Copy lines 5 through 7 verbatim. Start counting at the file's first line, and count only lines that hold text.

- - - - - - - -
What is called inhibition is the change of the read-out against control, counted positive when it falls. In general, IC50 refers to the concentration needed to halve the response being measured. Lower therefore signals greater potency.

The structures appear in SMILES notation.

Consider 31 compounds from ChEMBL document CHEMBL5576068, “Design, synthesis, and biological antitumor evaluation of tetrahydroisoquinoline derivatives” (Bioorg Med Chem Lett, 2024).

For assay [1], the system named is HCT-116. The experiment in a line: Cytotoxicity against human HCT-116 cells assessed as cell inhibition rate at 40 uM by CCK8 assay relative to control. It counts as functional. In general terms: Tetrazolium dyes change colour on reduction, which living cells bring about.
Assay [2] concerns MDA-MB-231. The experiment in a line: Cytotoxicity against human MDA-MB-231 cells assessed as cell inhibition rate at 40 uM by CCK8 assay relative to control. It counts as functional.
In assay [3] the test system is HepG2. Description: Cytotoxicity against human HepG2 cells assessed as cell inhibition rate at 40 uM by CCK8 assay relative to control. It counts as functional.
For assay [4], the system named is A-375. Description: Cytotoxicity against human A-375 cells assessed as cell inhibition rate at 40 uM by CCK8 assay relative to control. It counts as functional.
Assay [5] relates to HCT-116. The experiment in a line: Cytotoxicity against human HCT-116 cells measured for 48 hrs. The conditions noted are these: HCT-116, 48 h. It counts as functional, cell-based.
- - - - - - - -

Assay [2] concerns MDA-MB-231. The experiment in a line: Cytotoxicity against human MDA-MB-231 cells assessed as cell inhibition rate at 40 uM by CCK8 assay relative to control. It counts as functional.
In assay [3] the test system is HepG2. Description: Cytotoxicity against human HepG2 cells assessed as cell inhibition rate at 40 uM by CCK8 assay relative to control. It counts as functional.
For assay [4], the system named is A-375. Description: Cytotoxicity against human A-375 cells assessed as cell inhibition rate at 40 uM by CCK8 assay relative to control. It counts as functional.